Words of Wisdom from Michelle Obama

The beginning of April marks the end of Women’s History Month, which has inspired me to dig back through some notes I took while reading Michelle Obama’s autobiography, Becoming. 

I felt so moved and inspired by much of what Michelle shared. I tried to keep a pencil near by when reading or would dog ear pages so I could keep track of the most moving moments.

I found that I connected strongly to a young, more college-aged Michelle and I found myself learning more lessons from an older Michelle. I also found myself making connections to the strong female influences in my life, including many of my hustling friends and of course my incredibly awe inspiring, hardworking mother.

I made a lot of notes in this book, so here I’ve pulled out the ones most relevant and relatable to life as I know it. I also categorized them based on some of my own interpretations and feelings about the quotes.

All in all Michelle Obama is an incredible female role model to many and her story is an inspiration to the emboldened everywhere. I hope you enjoy reading these quotes as much as I did!

Family, Friendship, and Relationships

“This, for me, began a habit that has sustained me for life, keeping a close and high-spirited council of girlfriends — a safe harbor of female wisdom.”

“Time, as far as my father was concerned, was a gift you gave to other people.”

“‘I do recognize the value of individuals having their own interests, ambitions, and dreams,’ I wrote in my journal. ‘But I don’t believe that the pursuit of one person’s dreams should come at the expense of the couple.'”

“I felt it then — the power of what we were doing, the significance of the ritual – as we stood there with our future still unwritten, with every unknown still utterly unknown, just gripping each other’s hands as we said our vows. Whatever was out there, we’d step into it together.”

“I had so much — an education, a healthy sense of self, a deep arsenal of ambition — and I was wise enough to credit my mother, in particular, with instilling it in me.”


“Finding a career as opposed to a job wouldn’t come from perusing the contact pages of an alumni directory; it required deeper thought and effort. I would need to hustle and learn.”

“These were women who knew their own voices and were unafraid to use them. They could be humorous and humble when the moment called for it, but they were unfazed by blowhards and didn’t second-guess the power in their own point of view … They’d dropped any masquerade and were just wonderfully, powerfully, and instructively themselves.”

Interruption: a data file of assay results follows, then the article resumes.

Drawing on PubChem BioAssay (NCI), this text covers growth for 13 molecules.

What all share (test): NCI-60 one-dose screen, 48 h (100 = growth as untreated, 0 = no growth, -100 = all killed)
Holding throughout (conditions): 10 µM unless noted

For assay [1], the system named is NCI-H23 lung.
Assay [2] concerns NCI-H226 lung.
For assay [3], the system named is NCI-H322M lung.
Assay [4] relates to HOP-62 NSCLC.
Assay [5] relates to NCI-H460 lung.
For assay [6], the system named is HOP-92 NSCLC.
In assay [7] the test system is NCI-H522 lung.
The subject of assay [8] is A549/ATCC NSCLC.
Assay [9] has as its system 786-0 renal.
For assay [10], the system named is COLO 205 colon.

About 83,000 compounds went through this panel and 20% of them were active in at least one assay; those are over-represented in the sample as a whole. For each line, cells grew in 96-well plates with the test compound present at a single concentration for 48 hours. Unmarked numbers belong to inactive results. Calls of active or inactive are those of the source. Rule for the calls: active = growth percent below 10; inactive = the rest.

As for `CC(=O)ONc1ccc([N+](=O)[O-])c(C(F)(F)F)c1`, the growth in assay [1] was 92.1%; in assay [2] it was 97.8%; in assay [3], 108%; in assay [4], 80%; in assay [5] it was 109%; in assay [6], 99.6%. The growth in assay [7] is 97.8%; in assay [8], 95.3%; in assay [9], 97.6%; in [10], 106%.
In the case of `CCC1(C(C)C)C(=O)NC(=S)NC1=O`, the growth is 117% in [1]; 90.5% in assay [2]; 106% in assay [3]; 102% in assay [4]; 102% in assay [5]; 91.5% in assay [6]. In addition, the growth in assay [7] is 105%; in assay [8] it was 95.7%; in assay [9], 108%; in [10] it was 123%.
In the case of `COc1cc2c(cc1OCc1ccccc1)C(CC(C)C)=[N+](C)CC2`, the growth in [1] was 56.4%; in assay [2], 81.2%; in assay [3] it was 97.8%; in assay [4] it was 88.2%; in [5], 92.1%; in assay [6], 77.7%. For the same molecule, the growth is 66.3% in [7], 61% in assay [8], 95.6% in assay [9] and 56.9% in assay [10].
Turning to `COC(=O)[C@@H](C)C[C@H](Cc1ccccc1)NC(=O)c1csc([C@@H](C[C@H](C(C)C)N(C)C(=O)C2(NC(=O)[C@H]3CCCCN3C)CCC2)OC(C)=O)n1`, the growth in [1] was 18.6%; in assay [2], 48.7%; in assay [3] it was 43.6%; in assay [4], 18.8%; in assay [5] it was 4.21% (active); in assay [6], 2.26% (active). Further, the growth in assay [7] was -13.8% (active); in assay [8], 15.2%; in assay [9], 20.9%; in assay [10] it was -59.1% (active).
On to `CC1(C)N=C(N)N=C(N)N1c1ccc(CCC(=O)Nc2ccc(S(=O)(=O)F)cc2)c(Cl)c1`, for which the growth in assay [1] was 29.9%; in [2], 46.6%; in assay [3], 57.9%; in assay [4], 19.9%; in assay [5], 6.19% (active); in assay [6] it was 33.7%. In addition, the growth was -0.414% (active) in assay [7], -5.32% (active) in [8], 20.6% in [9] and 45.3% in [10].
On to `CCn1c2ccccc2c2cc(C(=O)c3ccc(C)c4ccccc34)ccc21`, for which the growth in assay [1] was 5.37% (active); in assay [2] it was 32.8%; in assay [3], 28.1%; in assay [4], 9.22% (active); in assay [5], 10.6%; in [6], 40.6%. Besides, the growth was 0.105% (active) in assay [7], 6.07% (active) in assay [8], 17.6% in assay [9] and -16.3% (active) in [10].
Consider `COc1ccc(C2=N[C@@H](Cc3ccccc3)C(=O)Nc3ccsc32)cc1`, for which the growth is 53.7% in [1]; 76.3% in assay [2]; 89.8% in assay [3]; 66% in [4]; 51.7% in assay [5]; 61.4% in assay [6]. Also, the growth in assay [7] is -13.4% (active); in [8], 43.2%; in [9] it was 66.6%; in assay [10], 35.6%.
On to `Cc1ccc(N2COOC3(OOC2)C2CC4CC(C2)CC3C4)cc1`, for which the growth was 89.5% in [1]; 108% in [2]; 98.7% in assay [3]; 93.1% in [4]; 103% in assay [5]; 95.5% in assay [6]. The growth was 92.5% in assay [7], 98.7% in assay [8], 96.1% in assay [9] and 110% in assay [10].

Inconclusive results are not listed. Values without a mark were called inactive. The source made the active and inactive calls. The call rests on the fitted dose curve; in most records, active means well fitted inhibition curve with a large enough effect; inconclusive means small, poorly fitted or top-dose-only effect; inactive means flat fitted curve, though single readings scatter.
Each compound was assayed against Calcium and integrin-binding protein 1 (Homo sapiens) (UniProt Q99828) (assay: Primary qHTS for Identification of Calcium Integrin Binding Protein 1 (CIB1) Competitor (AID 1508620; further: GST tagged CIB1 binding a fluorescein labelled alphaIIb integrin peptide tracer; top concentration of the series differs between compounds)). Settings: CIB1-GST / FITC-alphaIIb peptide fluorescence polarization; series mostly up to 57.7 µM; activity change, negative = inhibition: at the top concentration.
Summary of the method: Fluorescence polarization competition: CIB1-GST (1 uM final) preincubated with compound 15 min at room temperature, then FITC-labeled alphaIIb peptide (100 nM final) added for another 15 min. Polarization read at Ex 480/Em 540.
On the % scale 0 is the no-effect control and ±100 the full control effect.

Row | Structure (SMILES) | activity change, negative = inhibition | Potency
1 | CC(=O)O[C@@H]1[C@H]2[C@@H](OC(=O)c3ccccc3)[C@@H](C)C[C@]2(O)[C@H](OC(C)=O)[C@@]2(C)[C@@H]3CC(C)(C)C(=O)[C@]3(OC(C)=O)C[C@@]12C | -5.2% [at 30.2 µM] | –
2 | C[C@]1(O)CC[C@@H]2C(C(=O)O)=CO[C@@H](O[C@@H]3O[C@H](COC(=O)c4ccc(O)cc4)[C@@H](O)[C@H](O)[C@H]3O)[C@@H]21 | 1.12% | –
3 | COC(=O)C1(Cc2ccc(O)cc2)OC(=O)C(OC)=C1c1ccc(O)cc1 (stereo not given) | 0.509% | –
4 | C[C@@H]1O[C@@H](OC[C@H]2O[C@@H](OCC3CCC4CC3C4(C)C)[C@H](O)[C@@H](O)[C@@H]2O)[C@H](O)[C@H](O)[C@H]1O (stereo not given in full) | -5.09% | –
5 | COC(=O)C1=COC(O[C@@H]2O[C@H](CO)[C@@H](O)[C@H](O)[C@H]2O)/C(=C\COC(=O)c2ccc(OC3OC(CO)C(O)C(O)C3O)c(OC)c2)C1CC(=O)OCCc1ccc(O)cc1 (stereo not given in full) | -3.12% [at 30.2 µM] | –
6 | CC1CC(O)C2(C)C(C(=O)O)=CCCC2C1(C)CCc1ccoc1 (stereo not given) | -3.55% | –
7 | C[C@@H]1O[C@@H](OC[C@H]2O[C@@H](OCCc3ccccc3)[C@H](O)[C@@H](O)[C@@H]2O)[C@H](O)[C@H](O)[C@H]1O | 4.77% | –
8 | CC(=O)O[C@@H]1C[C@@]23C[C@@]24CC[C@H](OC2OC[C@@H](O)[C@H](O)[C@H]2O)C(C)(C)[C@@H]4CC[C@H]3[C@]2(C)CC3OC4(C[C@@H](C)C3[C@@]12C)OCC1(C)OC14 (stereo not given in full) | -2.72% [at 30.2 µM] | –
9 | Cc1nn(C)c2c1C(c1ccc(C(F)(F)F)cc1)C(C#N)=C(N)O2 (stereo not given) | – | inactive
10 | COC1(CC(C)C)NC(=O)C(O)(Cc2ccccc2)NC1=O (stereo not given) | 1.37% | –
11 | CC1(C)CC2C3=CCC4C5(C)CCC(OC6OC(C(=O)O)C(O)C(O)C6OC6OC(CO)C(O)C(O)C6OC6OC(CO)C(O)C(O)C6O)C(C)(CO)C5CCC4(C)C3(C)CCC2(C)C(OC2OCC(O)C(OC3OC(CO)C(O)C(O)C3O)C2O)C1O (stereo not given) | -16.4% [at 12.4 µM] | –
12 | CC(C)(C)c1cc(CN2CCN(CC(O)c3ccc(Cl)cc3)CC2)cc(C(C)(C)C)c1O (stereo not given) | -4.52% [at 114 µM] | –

Reflections on Life

“My to-do list lived in my head and went with me everywhere. I assessed my goals, analyzed my outcomes, counted my wins. If there was a challenge to vault, I’d vault it. One proving ground only opened onto the next. Such is the life of a girl who can’t stop wondering, Am I good enough? and is still trying to show herself the answer.”

“What I lived for now were the unrehearsed, un-photographed, in-between moments where nobody was performing and no one was judging and real surprise was still possible — where sometimes without warning you might feel a tiny latch spring open on your heart.”

Motivational & Inspirational

“Failure is a feeling long before it becomes an actual result.”

“I wasn’t going to let one person’s opinion dislodge everything I thought I knew about myself.”

Race, Discrimination & Acceptance

“Everyone on Earth, they’d tell us, was carrying around an unseen history, and that alone deserved some tolerance.”

“I’d seen this confusion play out on the national stage among whites and blacks alike, the need to situate someone inside his or her ethnicity and the frustration that comes when it can’t be easily done.”

“I tried not to feel intimidated when classroom conversation was dominated by male students, which it often was. Hearing them, I realized that they weren’t at all smarter than the rest of us. They were simply emboldened, floating on an ancient tide of superiority, buoyed by the fact that history had never told them anything different.”

“It’s a curious thing to realize, the in-betweenness one feels being African American in Africa. It gave me a hard-to-explain feelings of sadness, a sense of being unrooted in both lands.”

“In general, I felt as if I couldn’t win, that no amount of faith or hard work would push me past my detractors and their attempts to invalidate me. I was female, black, and strong, which to certain people, maintaining a certain mind-set, translated only to ‘angry”. It was another damaging cliche, one that’s been forever used to sweep minority women to the perimeter of every room, an unconscious signal not to listen to what we’ve got to say.”